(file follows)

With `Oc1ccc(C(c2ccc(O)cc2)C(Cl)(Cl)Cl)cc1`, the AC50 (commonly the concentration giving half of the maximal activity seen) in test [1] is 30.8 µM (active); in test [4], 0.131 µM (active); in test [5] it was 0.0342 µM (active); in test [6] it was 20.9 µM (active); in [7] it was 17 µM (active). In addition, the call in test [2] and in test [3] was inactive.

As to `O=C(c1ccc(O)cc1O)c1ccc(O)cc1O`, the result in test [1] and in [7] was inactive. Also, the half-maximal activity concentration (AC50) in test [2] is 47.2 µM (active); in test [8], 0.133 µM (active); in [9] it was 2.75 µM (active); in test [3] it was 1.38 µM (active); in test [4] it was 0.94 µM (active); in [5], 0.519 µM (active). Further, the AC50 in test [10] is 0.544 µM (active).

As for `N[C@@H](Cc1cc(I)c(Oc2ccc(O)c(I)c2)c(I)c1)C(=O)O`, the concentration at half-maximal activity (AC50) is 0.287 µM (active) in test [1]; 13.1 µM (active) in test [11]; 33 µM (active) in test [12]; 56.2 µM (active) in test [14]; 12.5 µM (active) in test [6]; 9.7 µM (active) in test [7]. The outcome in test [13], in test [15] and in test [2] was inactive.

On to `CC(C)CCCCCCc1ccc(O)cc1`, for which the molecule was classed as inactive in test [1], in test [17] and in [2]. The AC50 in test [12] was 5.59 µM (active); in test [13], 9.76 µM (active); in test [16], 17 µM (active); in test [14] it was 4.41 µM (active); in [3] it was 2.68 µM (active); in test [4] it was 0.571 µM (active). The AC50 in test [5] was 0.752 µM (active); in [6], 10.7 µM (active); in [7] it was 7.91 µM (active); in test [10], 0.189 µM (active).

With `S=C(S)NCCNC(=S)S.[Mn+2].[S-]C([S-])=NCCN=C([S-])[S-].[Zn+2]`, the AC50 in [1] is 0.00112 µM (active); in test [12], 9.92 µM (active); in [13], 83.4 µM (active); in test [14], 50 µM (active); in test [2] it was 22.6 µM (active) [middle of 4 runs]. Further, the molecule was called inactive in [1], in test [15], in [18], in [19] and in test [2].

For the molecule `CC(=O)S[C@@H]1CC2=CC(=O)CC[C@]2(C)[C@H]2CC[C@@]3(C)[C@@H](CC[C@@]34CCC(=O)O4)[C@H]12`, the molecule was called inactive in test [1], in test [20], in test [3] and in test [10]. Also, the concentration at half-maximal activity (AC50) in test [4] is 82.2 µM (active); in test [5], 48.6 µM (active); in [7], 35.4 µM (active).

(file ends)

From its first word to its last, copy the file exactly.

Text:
With `Oc1ccc(C(c2ccc(O)cc2)C(Cl)(Cl)Cl)cc1`, the AC50 (commonly the concentration giving half of the maximal activity seen) in test [1] is 30.8 µM (active); in test [4], 0.131 µM (active); in test [5] it was 0.0342 µM (active); in test [6] it was 20.9 µM (active); in [7] it was 17 µM (active). In addition, the call in test [2] and in test [3] was inactive.

As to `O=C(c1ccc(O)cc1O)c1ccc(O)cc1O`, the result in test [1] and in [7] was inactive. Also, the half-maximal activity concentration (AC50) in test [2] is 47.2 µM (active); in test [8], 0.133 µM (active); in [9] it was 2.75 µM (active); in test [3] it was 1.38 µM (active); in test [4] it was 0.94 µM (active); in [5], 0.519 µM (active). Further, the AC50 in test [10] is 0.544 µM (active).

As for `N[C@@H](Cc1cc(I)c(Oc2ccc(O)c(I)c2)c(I)c1)C(=O)O`, the concentration at half-maximal activity (AC50) is 0.287 µM (active) in test [1]; 13.1 µM (active) in test [11]; 33 µM (active) in test [12]; 56.2 µM (active) in test [14]; 12.5 µM (active) in test [6]; 9.7 µM (active) in test [7]. The outcome in test [13], in test [15] and in test [2] was inactive.

On to `CC(C)CCCCCCc1ccc(O)cc1`, for which the molecule was classed as inactive in test [1], in test [17] and in [2]. The AC50 in test [12] was 5.59 µM (active); in test [13], 9.76 µM (active); in test [16], 17 µM (active); in test [14] it was 4.41 µM (active); in [3] it was 2.68 µM (active); in test [4] it was 0.571 µM (active). The AC50 in test [5] was 0.752 µM (active); in [6], 10.7 µM (active); in [7] it was 7.91 µM (active); in test [10], 0.189 µM (active).

With `S=C(S)NCCNC(=S)S.[Mn+2].[S-]C([S-])=NCCN=C([S-])[S-].[Zn+2]`, the AC50 in [1] is 0.00112 µM (active); in test [12], 9.92 µM (active); in [13], 83.4 µM (active); in test [14], 50 µM (active); in test [2] it was 22.6 µM (active) [middle of 4 runs]. Further, the molecule was called inactive in [1], in test [15], in [18], in [19] and in test [2].

For the molecule `CC(=O)S[C@@H]1CC2=CC(=O)CC[C@]2(C)[C@H]2CC[C@@]3(C)[C@@H](CC[C@@]34CCC(=O)O4)[C@H]12`, the molecule was called inactive in test [1], in test [20], in test [3] and in test [10]. Also, the concentration at half-maximal activity (AC50) in test [4] is 82.2 µM (active); in test [5], 48.6 µM (active); in [7], 35.4 µM (active).